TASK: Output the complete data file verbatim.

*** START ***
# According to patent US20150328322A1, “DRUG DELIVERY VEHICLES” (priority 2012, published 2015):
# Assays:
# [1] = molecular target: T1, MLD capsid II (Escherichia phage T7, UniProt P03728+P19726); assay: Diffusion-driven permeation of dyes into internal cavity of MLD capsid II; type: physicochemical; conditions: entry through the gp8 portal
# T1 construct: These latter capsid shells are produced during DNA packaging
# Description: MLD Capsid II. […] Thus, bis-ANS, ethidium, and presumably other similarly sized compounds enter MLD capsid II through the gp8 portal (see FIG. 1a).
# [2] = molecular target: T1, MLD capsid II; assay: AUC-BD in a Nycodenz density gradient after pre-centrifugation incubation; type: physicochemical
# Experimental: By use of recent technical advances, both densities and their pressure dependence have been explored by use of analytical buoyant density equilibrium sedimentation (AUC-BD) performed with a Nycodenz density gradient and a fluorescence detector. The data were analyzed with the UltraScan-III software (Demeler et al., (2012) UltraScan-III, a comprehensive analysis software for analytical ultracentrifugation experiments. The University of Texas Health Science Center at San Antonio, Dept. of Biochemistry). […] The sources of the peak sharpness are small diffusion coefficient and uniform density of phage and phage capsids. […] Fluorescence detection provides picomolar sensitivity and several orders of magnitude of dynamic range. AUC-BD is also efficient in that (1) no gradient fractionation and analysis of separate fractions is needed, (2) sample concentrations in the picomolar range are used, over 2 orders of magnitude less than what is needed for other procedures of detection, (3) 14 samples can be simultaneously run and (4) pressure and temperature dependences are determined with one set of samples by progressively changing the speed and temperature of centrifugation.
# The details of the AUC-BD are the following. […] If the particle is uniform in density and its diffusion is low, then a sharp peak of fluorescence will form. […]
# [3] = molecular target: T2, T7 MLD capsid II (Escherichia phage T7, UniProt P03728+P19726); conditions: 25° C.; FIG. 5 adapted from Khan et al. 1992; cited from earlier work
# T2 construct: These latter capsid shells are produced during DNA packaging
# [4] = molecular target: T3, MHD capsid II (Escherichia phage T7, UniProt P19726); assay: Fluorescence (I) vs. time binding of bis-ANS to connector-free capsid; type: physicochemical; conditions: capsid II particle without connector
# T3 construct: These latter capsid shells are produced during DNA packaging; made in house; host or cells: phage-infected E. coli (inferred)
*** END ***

# According to patent US20150328322A1, “DRUG DELIVERY VEHICLES” (priority 2012, published 2015):
# Assays:
# [1] = molecular target: T1, MLD capsid II (Escherichia phage T7, UniProt P03728+P19726); assay: Diffusion-driven permeation of dyes into internal cavity of MLD capsid II; type: physicochemical; conditions: entry through the gp8 portal
# T1 construct: These latter capsid shells are produced during DNA packaging
# Description: MLD Capsid II. […] Thus, bis-ANS, ethidium, and presumably other similarly sized compounds enter MLD capsid II through the gp8 portal (see FIG. 1a).
# [2] = molecular target: T1, MLD capsid II; assay: AUC-BD in a Nycodenz density gradient after pre-centrifugation incubation; type: physicochemical
# Experimental: By use of recent technical advances, both densities and their pressure dependence have been explored by use of analytical buoyant density equilibrium sedimentation (AUC-BD) performed with a Nycodenz density gradient and a fluorescence detector. The data were analyzed with the UltraScan-III software (Demeler et al., (2012) UltraScan-III, a comprehensive analysis software for analytical ultracentrifugation experiments. The University of Texas Health Science Center at San Antonio, Dept. of Biochemistry). […] The sources of the peak sharpness are small diffusion coefficient and uniform density of phage and phage capsids. […] Fluorescence detection provides picomolar sensitivity and several orders of magnitude of dynamic range. AUC-BD is also efficient in that (1) no gradient fractionation and analysis of separate fractions is needed, (2) sample concentrations in the picomolar range are used, over 2 orders of magnitude less than what is needed for other procedures of detection, (3) 14 samples can be simultaneously run and (4) pressure and temperature dependences are determined with one set of samples by progressively changing the speed and temperature of centrifugation.
# The details of the AUC-BD are the following. […] If the particle is uniform in density and its diffusion is low, then a sharp peak of fluorescence will form. […]
# [3] = molecular target: T2, T7 MLD capsid II (Escherichia phage T7, UniProt P03728+P19726); conditions: 25° C.; FIG. 5 adapted from Khan et al. 1992; cited from earlier work
# T2 construct: These latter capsid shells are produced during DNA packaging
# [4] = molecular target: T3, MHD capsid II (Escherichia phage T7, UniProt P19726); assay: Fluorescence (I) vs. time binding of bis-ANS to connector-free capsid; type: physicochemical; conditions: capsid II particle without connector
# T3 construct: These latter capsid shells are produced during DNA packaging; made in house; host or cells: phage-infected E. coli (inferred)